Jowo Rinpoche
Jowo Rinpoche
Jowo Rinpoche
Jowo Rinpoche

Jowo Rinpoche

Mongolian (Mongolian)
19th century
Pigments, gilding on sized cloth
Work : 4 3/8 x 3 1/2 x 1/2 in. (11.11 x 8.89 x 1.27 cm)
Credit Line
Gift of David Kamansky and Gerald Wheaton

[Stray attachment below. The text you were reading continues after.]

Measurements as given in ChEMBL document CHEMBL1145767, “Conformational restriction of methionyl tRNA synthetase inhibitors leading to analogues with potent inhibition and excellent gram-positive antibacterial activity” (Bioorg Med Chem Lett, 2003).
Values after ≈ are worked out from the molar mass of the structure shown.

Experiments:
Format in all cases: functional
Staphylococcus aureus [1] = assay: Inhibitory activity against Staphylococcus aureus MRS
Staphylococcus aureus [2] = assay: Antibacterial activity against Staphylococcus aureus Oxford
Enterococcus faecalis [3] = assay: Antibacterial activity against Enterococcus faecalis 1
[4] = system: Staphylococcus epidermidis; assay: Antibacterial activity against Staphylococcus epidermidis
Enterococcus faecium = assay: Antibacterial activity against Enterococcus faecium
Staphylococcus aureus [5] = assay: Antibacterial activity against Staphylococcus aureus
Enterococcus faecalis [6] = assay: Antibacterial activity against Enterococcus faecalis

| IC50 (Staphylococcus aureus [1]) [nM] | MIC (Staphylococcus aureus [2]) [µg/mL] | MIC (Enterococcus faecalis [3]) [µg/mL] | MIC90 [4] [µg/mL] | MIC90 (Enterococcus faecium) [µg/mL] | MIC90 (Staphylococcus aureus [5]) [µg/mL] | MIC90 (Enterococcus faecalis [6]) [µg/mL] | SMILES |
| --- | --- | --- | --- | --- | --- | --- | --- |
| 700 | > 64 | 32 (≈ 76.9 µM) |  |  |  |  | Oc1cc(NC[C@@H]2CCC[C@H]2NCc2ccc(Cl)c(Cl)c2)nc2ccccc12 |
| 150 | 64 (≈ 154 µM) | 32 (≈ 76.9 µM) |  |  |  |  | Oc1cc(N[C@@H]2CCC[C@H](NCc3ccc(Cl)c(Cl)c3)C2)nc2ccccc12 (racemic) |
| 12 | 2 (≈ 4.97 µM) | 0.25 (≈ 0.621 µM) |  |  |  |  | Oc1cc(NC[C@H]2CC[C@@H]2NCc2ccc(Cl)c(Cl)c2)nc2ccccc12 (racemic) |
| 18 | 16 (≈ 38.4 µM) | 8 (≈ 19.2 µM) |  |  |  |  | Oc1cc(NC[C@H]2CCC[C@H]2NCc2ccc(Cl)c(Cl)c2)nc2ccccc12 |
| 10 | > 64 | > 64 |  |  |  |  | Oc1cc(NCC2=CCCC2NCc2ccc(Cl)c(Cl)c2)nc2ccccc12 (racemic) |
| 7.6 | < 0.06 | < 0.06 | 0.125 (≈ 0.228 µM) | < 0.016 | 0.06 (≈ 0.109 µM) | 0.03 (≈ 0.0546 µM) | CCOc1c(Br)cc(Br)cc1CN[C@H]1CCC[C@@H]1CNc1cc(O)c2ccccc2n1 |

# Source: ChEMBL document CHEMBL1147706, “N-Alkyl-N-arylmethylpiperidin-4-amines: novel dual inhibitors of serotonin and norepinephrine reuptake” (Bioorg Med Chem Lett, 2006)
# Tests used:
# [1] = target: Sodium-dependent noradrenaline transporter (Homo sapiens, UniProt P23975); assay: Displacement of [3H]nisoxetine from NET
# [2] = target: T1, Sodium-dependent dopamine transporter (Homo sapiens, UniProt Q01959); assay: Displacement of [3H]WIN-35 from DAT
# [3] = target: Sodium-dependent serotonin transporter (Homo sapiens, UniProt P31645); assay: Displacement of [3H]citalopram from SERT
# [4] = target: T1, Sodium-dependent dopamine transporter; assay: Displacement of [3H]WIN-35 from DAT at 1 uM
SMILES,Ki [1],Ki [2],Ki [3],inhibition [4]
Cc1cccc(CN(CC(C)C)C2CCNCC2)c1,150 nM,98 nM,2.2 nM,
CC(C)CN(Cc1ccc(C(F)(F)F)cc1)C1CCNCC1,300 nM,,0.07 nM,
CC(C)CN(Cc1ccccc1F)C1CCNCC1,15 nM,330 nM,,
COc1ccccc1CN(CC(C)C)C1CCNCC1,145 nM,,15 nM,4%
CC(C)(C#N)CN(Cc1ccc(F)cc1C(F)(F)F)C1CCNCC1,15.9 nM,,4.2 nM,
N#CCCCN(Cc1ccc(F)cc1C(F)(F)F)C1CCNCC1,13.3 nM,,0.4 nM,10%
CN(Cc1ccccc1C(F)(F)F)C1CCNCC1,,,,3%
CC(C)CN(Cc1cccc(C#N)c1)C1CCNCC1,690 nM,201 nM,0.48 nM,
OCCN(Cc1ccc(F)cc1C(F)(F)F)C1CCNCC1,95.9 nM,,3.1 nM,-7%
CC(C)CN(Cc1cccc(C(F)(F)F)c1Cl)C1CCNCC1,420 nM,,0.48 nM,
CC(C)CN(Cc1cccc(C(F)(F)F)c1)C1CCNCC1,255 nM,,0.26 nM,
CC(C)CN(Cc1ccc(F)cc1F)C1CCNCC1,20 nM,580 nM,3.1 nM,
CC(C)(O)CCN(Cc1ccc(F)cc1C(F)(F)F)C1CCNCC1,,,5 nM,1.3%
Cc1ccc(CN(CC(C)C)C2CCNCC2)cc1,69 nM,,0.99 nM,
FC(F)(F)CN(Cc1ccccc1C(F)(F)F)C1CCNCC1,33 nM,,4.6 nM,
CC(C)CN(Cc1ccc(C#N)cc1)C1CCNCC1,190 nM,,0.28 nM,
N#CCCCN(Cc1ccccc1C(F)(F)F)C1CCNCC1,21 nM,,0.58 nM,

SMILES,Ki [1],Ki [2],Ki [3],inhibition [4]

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Jowo Rinpoche, literally meaning “Precious Lord,” is the name of a famous sculpture housed in the Jokhang Temple in Lhasa, Tibet. The sculpture is a larger-than-life depiction of Shakyamuni Buddha at the moment of his enlightenment. It is said to have been made in India and brought to Tibet by a Chinese princess in the 7th century CE. It is considered one of the holiest artworks in Tibet and has been a Buddhist pilgrimage destination for more than one thousand years. This painting depicts the figure of Jowo Rinpoche dressed in princely clothing and jewelry, seated on a dragon throne with an offering table placed before him. Copies of the Jowo Rinpoche sculpture were brought to Mongolia during the 17th and 18th centuries. It is possible that this painting of Jowo Rinpoche was made for a Mongolian monk or layperson to use in personal devotions. The reverse side of the painting is inscribed with three five-syllable consecration mantras. 



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